It goes without saying that the GMAT is a challenging test. Weeks of preparation boils down to just a few hours sitting in front of a glowing screen, attempting to demonstrate your aptitude for business school, which is supposedly what the test is designed to measure. Despite your best efforts to get a seven-handle on your score, however, you end up in the mid sixes. Will this be good enough to get into your dream school?
The average GMAT score at the top ten business schools has been on the rise for some time now. Just ten years ago, the average at these elite schools was in the high sixes, but now, it’s difficult to find an average score below 720 or more. What happened? Is everyone getting smarter? More likely, the reason for the meteoric rise in scores is from the simple nature of competition. With a fixed number of seats in the top programs, the increase in applications has raised the demand for those seats and therefore the level of competition and amount of preparation that goes into the GMAT. In short, more people are putting in more time to study and this has pushed up the scores.
The answer to whether or not you can get into a top school with “only” a 650 (a great score to be sure), is yes….and no. Put differently, there are people who will get in with that score (or lower) and people who won’t. What’s the difference? Everything else in the application. The GMAT of course is but one factor in an avalanche of information the adcoms consider. Perhaps the person who got in with the 650 had a spectacular undergrad record from a top school. Maybe they have achieved something great in their career, something that is going to add real value in the classroom. A 650 GMAT says to the committee that you can handle the academics, but in order to take the hit on their average, they need you to be bringing something unique to the table to make up for it. Again, they know from this score that you are likely sharp, smart, and able to be a successful student, but because there are far more people who score in the 650 range than the 720+ range, they simply have the “pick of the litter” at that point to fold in only whom they consider to be exceptionally prepared candidates.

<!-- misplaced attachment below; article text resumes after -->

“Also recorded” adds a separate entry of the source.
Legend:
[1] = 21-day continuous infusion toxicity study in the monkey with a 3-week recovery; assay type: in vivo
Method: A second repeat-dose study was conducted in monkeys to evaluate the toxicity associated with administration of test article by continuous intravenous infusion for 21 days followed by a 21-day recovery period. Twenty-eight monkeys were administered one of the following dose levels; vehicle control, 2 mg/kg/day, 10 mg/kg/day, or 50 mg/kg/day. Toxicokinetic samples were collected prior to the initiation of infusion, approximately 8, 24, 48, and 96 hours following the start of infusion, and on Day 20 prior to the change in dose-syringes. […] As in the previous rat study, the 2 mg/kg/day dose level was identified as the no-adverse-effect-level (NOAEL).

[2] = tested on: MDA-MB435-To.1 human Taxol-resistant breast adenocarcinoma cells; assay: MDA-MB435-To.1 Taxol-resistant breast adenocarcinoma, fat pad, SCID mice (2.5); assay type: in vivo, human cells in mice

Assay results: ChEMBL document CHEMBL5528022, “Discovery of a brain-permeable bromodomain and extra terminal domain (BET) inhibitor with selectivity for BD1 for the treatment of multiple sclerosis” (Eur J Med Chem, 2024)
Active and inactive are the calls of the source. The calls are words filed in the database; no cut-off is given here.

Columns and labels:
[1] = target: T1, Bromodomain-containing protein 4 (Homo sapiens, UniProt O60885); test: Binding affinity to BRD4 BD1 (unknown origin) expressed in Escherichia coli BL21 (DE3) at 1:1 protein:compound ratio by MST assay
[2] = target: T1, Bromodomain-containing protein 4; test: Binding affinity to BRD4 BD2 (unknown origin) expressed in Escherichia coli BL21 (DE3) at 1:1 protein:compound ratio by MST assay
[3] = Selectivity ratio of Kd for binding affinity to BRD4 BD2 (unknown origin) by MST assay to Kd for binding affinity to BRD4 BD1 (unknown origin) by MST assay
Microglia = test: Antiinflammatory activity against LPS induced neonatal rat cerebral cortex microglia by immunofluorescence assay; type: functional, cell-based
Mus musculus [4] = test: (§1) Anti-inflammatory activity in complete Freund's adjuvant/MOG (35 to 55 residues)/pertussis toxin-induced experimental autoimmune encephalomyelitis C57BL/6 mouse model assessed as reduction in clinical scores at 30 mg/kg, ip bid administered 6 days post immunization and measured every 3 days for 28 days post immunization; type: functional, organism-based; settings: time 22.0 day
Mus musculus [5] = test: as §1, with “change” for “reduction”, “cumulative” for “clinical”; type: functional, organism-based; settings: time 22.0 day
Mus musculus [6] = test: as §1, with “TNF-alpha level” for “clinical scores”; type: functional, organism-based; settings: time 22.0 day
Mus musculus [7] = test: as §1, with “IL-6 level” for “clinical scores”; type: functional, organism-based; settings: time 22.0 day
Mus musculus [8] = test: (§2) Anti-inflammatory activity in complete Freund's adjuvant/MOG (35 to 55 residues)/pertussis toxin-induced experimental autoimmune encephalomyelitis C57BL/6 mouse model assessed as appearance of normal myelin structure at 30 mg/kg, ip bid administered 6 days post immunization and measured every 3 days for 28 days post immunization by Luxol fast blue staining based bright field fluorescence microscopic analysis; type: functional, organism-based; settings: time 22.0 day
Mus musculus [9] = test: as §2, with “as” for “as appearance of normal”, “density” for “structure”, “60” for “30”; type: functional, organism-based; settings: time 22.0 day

This goes the same for the super-elite schools. They don’t have rules that toss out any application with a GMAT score under 700, for example, and every year they let in a handful of students with lower scores. The challenge for the applicant, however is the same: the lower scoring applicant must demonstrate something truly unique in thier application to stand out.
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Scott Bryant has over 25 years of professional post undergraduate experience in the entertainment industry as well as on Wall Street with Goldman Sachs. He served on the admissions committee at the Fuqua School of Business where he received his MBA and now works part time in retirement for a top tier business school. He has been consulting with Veritas Prep clients for the past six admissions seasons.